Jun 10, 2023

Reversing Multiple Sclerosis Symptoms Using Immune Cells

Posted by in categories: bioengineering, biotech/medical, neuroscience

Multiple sclerosis (MS) affects roughly 2.5 million people worldwide and is a neurological disease affecting the brain and spinal cord. More specifically, MS is when the immune system attacks the body’s protective layer around nerve fibers known as myelin sheaths. The breakdown of myelin sheath leads to a disconnect between your brain and body. The immune cells responsible for myelin sheath deterioration include CD4+ T cells, or effector cells, which are part of the body’s first line of defense. In MS, the effector cells do not recognize that the myelin sheath is a normal part of the body. Therefore, the effector cells become the dominant cell type, trying to kill and get rid of the myelin sheath. The immune response will generate inflammation which destroys the myelin sheath leading to a disruption of signals along the nerves from the brain to the body.

A group of researchers at Johns Hopkins University School of Medicine recently published a therapy that controls the symptoms of MS. The goal of the therapy was to stop effector cells from attacking the myelin sheath and to promote the production of T regulatory cells-or T regs-which have been demonstrated to reduce autoimmune effects.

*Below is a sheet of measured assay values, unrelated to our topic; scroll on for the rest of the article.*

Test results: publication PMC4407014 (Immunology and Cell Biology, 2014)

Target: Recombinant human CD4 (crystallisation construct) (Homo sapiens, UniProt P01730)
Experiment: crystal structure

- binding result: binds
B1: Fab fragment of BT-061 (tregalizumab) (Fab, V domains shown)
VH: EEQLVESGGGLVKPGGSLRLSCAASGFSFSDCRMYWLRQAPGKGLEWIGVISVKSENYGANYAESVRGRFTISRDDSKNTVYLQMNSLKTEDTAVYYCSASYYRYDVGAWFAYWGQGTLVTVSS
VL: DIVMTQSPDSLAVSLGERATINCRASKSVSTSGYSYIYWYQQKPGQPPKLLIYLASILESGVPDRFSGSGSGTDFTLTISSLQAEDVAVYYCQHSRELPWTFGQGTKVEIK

Dr. Giorgio Raimondi, PhD, MSc, Jordan Green, and others used three therapeutic agents to control MS symptoms. Researchers used microparticles, which are small, bioengineered spheres to deliver the agents. The first agent is a combination of two proteins which include Interleukin-2 (IL2) and an antibody that promotes T reg production. IL2 stimulates T cell expansion, while the antibody blocks specific parts of IL2 to specifically expand T regs compared to effector cells. The second agent includes a molecule that presents a protein specific to myelin so that the immune response will generate T regs specifically designed to protect the myelin sheath. Finally, the third agent is rapamycin, which is an immunosuppressant drug designed to reduce effector T cells.

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